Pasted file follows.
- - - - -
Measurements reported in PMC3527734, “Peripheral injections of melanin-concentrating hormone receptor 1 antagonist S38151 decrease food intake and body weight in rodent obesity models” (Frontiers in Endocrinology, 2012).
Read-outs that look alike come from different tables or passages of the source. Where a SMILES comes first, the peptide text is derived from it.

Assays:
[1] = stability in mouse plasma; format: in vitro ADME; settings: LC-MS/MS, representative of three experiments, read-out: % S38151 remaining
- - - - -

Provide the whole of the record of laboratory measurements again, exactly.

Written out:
Measurements reported in PMC3527734, “Peripheral injections of melanin-concentrating hormone receptor 1 antagonist S38151 decrease food intake and body weight in rodent obesity models” (Frontiers in Endocrinology, 2012).
Read-outs that look alike come from different tables or passages of the source. Where a SMILES comes first, the peptide text is derived from it.

Assays:
[1] = stability in mouse plasma; format: in vitro ADME; settings: LC-MS/MS, representative of three experiments, read-out: % S38151 remaining